Elementary school

Having long wavered between his pro-Czech and pro-German inclinations, Hermann Kafka finally decided to send his son to a German school, most likely thinking he would thereby ensure him better prospects in life. Franz Kafka spent his first school years (1889-1893) in the German Elementary Boys’ School on Masný Trh (Meat Market) close to his home. The school was attended by children from middle-class German – overwhelmingly Jewish – families plus a minority of children from Catholic Czech homes, all of them from the Old Town quarter. The sons of the wealthier German and German-Jewish ‘City Park’ generally attended the more expensive elementary school run by the Piarists in Panská St.
The teaching staff at Masný Trh was an ethnic mix. In first grade Kafka’s teacher was a German, in second grade a Czech and in third and fourth grades, a Jew. The standard of education and teaching was adversely affected by the large size of the classes. The class report from his first year indicated that ‘the pupil Kafka’ speaks both German and Czech. Although Czech classes were optional, Kafka attended them as his practical father intended his son to be bilingual. Franz achieved very good results at elementary school and he passed his exams ‘with distinction’. He was therefore allowed to sit the entrance examination for the general high school while he was still in the fourth grade.
Kafka’s route from home to school led right through the historical centre of the city. Starting at the ‘Minute House’ (whose beautiful Renaissance graffiti ornamentation with classical motifs has now been restored), it led past the Old Town Hall with it ancient Astronomical Clock, on which, every hour, a procession of twelve apostles culminates with the knell of Death and the rooster’s crow, followed by the chimes of the clock in the tower, past the place where the 27 leaders of the uprising of the Czech nobility were executed after the Battle of White Mountain. It then crossed the wide square – about which Kafka later wrote that such a large square should have a balustrade for crossing it – and continued along the narrow Týn Lane in the picturesque precincts of the Church of Our Lady before Týn and St. James’ Church on to Masný trh, passing the Czech elementary school and the German Commercial Academy where years later Kafka would complete an accident insurance course. There was one thing that set Franz Kafka apart from his fellow-pupils: like the children of the rich families of the ‘City Park’ in the other part of German Prague, he was taken to school by the maid-servant, the cook or the governess. Was it out of fear for the child, or because of Franz’s dislike of school towards which his attitude was one of alienation and fear rather than enjoyment and satisfaction, or was it an expression of his father’s ambition to gradually adopt the manners of the higher classes which he was resolutely striving to infiltrate? Years later, in a letter to Milena Jesenská, Kafka left a testimony to his feelings about those walks to school in the company of the cook. In the Letter to His Father and elsewhere, Kafka underestimates his educational achievements of those days and later, or attributes them to chance, and exaggerates his erstwhile fears of failure.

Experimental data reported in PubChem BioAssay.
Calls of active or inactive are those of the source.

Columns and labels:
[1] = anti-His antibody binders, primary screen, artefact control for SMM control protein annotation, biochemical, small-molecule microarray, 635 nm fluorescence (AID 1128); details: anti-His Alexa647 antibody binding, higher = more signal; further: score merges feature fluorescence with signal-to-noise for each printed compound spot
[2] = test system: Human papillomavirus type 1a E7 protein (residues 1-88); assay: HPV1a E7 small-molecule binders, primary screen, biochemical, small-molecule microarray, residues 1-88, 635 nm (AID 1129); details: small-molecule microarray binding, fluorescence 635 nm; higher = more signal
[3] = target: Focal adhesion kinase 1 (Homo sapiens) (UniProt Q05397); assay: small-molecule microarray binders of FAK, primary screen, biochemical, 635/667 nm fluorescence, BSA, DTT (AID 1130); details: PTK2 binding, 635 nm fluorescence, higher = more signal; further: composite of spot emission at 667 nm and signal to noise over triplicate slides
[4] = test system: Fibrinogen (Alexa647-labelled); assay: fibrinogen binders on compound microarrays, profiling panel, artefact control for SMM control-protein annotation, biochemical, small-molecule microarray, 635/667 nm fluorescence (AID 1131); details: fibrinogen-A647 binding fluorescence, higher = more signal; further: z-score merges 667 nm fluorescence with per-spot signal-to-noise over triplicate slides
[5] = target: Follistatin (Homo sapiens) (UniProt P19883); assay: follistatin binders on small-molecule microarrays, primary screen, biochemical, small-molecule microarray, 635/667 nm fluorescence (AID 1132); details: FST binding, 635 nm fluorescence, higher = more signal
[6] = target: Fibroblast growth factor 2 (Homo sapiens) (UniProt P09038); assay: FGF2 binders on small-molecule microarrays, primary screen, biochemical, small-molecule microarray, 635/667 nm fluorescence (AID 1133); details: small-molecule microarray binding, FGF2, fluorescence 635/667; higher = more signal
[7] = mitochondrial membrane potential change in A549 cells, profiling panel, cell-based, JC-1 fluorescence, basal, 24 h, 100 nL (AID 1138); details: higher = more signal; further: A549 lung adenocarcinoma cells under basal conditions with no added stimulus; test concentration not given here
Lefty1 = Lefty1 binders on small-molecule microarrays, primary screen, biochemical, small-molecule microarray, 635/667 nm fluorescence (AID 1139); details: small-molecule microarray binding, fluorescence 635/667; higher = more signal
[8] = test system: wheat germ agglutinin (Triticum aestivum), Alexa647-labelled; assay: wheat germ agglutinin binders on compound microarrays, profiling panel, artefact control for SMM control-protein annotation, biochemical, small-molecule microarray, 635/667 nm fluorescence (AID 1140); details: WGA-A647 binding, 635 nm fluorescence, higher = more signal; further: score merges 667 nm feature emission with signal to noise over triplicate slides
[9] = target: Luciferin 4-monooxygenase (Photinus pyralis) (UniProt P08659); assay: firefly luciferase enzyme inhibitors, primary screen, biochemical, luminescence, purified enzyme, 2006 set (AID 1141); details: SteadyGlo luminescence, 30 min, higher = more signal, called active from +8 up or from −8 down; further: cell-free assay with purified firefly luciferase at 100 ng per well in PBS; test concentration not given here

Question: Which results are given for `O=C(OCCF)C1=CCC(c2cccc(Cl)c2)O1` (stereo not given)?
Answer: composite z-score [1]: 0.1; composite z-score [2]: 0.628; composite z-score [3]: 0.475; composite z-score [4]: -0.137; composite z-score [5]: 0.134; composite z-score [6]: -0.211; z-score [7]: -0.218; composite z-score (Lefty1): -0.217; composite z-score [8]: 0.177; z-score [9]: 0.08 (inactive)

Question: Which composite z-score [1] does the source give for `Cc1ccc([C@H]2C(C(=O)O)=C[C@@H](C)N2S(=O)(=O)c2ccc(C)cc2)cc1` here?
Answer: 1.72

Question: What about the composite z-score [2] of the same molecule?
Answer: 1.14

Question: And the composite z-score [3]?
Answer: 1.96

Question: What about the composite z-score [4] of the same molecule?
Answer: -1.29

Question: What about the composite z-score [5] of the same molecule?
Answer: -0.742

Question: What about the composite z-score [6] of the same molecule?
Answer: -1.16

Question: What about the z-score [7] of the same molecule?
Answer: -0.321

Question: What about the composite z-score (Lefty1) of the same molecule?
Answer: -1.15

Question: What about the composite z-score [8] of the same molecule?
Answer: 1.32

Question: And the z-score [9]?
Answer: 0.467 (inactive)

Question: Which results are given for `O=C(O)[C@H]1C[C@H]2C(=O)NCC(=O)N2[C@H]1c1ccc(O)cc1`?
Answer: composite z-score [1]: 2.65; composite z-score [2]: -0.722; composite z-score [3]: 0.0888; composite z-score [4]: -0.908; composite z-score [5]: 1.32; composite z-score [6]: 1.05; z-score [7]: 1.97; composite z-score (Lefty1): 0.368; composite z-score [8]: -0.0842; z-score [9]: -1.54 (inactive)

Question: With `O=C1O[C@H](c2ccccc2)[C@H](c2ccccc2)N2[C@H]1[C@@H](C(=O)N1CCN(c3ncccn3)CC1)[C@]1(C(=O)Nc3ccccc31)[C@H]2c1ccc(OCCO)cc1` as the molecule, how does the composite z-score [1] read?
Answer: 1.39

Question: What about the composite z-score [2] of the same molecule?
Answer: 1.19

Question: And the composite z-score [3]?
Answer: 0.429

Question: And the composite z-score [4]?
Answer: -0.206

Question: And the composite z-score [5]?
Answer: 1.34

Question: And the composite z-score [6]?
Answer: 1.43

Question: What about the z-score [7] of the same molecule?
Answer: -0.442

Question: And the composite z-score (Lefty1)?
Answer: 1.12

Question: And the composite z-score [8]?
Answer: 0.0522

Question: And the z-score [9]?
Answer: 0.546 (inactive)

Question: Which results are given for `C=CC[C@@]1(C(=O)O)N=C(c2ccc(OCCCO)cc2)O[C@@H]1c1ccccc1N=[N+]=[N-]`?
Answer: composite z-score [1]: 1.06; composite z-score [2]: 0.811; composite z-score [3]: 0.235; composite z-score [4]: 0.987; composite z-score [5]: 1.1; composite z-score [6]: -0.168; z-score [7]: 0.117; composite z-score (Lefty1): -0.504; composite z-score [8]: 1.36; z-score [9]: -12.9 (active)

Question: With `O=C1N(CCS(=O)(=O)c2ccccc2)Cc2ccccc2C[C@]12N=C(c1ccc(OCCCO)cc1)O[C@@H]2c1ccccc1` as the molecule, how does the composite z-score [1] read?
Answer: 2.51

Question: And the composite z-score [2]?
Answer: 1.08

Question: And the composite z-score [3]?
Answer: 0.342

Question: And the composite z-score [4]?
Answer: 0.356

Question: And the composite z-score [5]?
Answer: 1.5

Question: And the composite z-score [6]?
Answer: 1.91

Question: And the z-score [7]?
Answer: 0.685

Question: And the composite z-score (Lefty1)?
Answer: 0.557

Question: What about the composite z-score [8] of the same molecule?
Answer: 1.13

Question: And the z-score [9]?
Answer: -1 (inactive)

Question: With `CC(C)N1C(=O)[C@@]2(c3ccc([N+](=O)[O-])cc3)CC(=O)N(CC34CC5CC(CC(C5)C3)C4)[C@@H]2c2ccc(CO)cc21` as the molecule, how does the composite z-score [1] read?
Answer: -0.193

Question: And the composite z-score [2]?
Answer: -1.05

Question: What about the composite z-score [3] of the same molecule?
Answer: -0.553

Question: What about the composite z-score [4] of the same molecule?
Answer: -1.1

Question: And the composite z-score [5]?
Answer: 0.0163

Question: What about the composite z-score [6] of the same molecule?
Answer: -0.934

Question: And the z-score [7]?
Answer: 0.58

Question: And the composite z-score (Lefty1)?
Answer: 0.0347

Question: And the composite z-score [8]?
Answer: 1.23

Franz Kafka held very radical views about children’s education particularly in the light of his own experience. According to him, parents and schools are bad educators, among other reasons because they suppress the child’s individuality.